"Calm down," I tell myself. "Don't get carried away."

But then I watch the video clip again and the wonderful surprises at running back make my jaw drop. Sophomore Trey Johnson and freshman Vernard Roberts, another player who has just one semester under his belt at WVU, looked outstanding. There's also a buzz about two more running back recruits -- Andrew Buie and Dustin Garrison -- who are in Morgantown this summer and have the potential to be big-time tailbacks for the Gold and Blue. And let's not forget returning running backs like Shawne Alston and Ryan Clarke.

On a few plays in the spring game, when our backs got the ball on the edge, our outside running lanes reminded me of Green Bay's famous power sweep as Vince Lombardi drew it up on his chalkboard: "What we're trying to get is a seal here, and a seal here, and try to run this play ... in the alley." Beautiful.

That might be the first time the Air Raid offense has ever been mentioned in conjunction with Lombardi's power sweep. I'm not suggesting the schemes are remotely the same. I'm just saying it was nice to see a back catch a screen pass and have a wide lane to run through. Probably every offense tries in some way to get lanes like that for the backs. Our pass blocking was also sensational. Even more encouraging, our offensive line is just getting started with this offense.

The pace of our offense also struck me as rapid and terrific. Once again, this offense is just getting started. But the pace of our offense was what a few years ago we wished the pace of our offense could be. Then all the offensive players had to stand and look over to the sideline for the coach to react to the defense and signal in a change. Now we line up and go. Fast and forward.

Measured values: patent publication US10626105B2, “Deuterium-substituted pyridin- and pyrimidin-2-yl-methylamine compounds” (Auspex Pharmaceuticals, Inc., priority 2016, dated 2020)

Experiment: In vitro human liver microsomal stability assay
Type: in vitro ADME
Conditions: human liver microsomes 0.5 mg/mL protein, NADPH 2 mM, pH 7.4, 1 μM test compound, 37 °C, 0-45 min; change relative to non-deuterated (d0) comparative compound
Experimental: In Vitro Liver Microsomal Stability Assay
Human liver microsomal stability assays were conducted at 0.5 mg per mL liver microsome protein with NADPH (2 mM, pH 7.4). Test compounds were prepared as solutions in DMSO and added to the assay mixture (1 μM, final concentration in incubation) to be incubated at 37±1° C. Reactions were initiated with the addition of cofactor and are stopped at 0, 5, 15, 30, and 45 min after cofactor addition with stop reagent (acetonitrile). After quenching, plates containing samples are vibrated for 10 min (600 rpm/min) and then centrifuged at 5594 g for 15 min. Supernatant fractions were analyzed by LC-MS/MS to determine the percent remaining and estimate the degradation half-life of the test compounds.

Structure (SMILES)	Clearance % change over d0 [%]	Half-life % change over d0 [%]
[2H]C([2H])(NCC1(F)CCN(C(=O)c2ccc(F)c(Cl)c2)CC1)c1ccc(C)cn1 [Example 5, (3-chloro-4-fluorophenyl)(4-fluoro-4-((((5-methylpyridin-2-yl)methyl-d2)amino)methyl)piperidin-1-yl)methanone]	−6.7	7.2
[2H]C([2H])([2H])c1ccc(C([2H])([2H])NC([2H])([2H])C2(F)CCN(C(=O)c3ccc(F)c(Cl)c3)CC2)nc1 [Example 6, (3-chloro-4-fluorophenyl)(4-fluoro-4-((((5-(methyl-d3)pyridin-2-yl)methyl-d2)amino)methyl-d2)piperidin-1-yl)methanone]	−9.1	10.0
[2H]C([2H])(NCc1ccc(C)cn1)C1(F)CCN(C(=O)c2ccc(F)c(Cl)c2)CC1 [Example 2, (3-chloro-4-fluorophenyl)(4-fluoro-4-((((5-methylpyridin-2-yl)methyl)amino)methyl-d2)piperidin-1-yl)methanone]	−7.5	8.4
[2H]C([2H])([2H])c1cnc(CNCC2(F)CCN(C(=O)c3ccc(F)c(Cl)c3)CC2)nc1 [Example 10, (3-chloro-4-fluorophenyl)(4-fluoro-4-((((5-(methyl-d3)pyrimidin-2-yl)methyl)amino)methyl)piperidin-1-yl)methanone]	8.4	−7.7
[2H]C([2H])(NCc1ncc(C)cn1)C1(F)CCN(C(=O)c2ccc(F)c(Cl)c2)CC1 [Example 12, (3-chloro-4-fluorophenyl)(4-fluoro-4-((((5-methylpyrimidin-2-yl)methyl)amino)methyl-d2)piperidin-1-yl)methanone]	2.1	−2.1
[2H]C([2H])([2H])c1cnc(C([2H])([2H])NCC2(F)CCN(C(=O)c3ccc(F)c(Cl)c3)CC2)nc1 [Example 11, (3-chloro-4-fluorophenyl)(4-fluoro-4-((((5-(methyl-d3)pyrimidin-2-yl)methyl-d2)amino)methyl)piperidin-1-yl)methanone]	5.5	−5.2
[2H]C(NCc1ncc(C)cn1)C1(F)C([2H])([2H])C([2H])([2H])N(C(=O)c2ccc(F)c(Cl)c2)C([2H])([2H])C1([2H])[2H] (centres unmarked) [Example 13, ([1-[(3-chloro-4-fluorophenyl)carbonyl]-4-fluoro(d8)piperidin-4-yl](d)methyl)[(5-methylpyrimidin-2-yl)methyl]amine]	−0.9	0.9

Coach Holgorsen, the early returns seem to indicate, promises less than he delivers.

"Calm down," I tell myself.

But I can't help it. I try to not wish my life away, but I can hardly wait for the opening game. I can hardly wait to walk up to the stadium and through the concourse and through the portal to that instant when the scene opens up before me and I see the bright September sun shining on Mountaineer Field and the WVU players going through their pregame warmups. It's one of my favorite moments every year. And this year it will carry an even heightened sense of excitement.

Yes, I know. "Calm down." What we saw in the Gold-Blue game was the first-team offense performing against a rebuilding defense comprising mostly backups that played base schemes. That wasn't LSU out there on the defensive side of the ball, or even Pitt. I tell myself to temper my expectations accordingly.

But it doesn't work. I'm smitten. As much as I love our defense year in and year out, I've fallen for our new offense. I can hardly wait for the season to begin. This offense will rewrite our record books. This offense will put up a ton of points.

This fall, the old couches of Morgantown are in serious jeopardy.